But this is a vintage production deserving attention on its own merits. As a matter of survival, veteran singers learn how to make experience compensate for the loss of youth, and Freni and Pavarotti are outstanding examples of how this can be done. They are aided by a sensitive stage director, a visual treatment responsive to the opera's changing moods, and an expert supporting cast deeply involved with the story and the music. They fit convincingly in roles with which they have been living for decades; both are still in good vocal condition, and the emotions are convincingly conveyed. In the supporting cast, note the excellent performances of Gino Quilico and Nicolai Ghiaurov. --Joe McLellan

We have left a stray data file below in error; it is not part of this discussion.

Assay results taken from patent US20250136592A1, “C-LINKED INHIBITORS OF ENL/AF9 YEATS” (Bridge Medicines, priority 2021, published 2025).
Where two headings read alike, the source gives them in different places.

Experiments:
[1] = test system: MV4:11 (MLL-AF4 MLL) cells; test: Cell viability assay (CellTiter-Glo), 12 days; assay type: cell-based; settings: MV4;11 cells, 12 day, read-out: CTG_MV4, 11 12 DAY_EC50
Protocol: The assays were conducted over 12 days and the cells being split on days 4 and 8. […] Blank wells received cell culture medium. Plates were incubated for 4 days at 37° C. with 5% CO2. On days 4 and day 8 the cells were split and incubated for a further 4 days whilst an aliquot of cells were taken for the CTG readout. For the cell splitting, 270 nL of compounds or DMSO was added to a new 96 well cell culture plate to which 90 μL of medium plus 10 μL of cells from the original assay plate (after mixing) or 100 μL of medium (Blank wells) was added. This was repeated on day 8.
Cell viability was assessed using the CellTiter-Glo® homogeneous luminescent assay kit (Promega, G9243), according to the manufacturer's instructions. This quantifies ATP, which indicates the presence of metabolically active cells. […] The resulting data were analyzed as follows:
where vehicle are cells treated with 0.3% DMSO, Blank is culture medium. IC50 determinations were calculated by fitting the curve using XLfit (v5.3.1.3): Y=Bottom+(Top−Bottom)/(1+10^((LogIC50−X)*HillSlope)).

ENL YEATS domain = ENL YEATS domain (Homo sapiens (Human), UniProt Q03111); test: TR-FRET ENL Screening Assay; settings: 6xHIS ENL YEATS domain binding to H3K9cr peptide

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Jonas Kaufmann and Anna Caterina Antonacci bring rare erotic intensity to the drama of Don José and Carmen in this darkly passionate reading of one of the most popular operas. Kaufmann uses his burnished tenor and smouldering good looks to portray the man undone by Carmen's love. As the object of his desire, Antonacci gives a physical and compelling performance.